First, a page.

Are you ready for the Great Channel Swim?

Petar Stoychev
Petar Stoychev

Event management company Nova International, which organizes the Great North Run and last year the Great North Swim in Lake Windermere, is planning to out-do itself.

They will organize the Great Channel Swim on 19 August 2009. Many of the world’s top marathon swimmers may compete in a televised event, including Olympic 10K Marathon Swim bronze medallist Cassandra Patten and English Channel record holder Petar Stoychev (pictured).

Olympic bronze medal-winning long-distance athlete and Commonwealth Games gold medallist Brendan Foster, who is chairman and managing director of Nova International, will host the launch which is also being attended by Kevin Murphy who, with 34 Channel swims to his credit is King of the English Channel, and television commemtator Stuart Storey

Colin Hill is Nova International’s Project Manager for the event with a major press conference scheduled for Thursday in London.

The Great Channel Swim will be swum under the Channel Swimming & Piloting Federation rules with official Channel Swimming & Piloting Federation observers acting as judges. As such, no wetsuits are allowed and the swim suits must not float, must be porous and must not come off the shoulders or go below the knees. As is known in the English Channel community, swimming without suits is also allowed and has been done on numerous occasions.

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  1. Event Cancelled
    Because the French authorities concerns regarding the amount of potential additional traffic in the English Channel were raised, the French Coast Guard did not provide its support to stage the highly anticipated event. Colin Hill, the Great Channel Swim race director, said, “After many months of planning, we are disappointed at this late stage to have encountered objections from the French authorities, leaving us with no alternative but to reluctantly cancel the event.”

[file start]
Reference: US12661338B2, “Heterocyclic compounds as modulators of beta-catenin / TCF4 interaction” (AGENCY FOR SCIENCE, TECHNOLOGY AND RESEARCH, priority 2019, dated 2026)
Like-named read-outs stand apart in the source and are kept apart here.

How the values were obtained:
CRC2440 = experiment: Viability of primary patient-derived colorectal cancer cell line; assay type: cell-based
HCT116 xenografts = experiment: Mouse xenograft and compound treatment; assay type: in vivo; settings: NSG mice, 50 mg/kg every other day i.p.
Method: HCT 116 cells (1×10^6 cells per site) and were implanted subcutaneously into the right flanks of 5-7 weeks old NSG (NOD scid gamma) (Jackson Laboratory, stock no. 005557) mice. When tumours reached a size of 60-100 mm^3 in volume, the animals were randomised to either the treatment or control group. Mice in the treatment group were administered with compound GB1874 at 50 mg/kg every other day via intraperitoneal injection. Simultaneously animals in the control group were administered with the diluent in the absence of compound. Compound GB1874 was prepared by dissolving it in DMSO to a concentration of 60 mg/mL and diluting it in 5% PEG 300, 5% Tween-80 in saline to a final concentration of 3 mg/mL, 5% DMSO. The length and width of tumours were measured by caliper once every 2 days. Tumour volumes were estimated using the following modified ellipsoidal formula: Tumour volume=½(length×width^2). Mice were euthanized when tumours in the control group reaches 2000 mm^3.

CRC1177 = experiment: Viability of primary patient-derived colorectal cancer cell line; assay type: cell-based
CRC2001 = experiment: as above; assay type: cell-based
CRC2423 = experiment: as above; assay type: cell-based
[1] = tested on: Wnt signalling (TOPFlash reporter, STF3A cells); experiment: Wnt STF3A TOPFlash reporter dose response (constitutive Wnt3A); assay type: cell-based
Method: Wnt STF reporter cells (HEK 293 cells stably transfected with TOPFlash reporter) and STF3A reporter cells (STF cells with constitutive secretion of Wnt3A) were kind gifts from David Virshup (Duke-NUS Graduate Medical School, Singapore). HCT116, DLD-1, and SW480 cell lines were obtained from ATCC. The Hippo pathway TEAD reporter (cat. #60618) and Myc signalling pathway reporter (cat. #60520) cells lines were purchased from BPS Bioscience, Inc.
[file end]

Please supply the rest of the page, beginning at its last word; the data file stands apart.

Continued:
Michael Oram of the Channel Swimming & Piloting Federation has been working diligently with Colin Hill of Nova International since November 2008 to organize the Great Channel Swim.

    Michael and Colin attended numerous meetings, written comprehensive risk assessments based on Michael’s experience of personally piloting over 500 English Channel attempts over 27 years, and spent countless hours consulting with the Coastguard authorities, various County and local Councils, police groups, the Dover Harbour Board and local officials to organize the Great Channel Swim.

    Groundwork and the planning with the authorities started in November 2008 and, based on a consensus developed by the end of January 2009, the Great Channel Swim was announced officially by Nova International at the beginning of February 2009.

    However as the media interest started to build up momentum and additional groups were briefed on the event, the issue of having unknown numbers of spectators in leisure vessels in the English Channel was brought to the attention of the French authorities. Faced with the possibility of safety issues related to hundreds of spectators in a wide variety of boats watching the athletes – going at a relatively slow 2 knots per hour across heavily trafficked international shipping lines – the French authorities reassessed the situation and informed Nova of their new concerns at the logistics meeting on the March 31st.

    Largely because of the unknown element of these spectators’ effects on safety, the French cooperation and consent was then formally withdrawn on 29 April 2009.

    Throughout April, Michael and Nova tried gallantly to salvage the situation, presenting various alternatives. Because no one could accurately predict how many spectator boats would be on the water on race day, or how they could be controlled, it was impossible to come to an agreement with the French authorities because there was no way to verify the parameters involved.

    With a 1 May 2009 deadline looming, the athletes were alerted to the situation and negotiations continued.

    Unfortunately, by 1 May, the concerns had still not been resolved and, as a result, the French authorities did not change their assessment.

    As Michael explained, “It would have been a great event if it had come to fruition. It might well happen in the future now that the parameters are set, but it will take time and effort to negotiate.”

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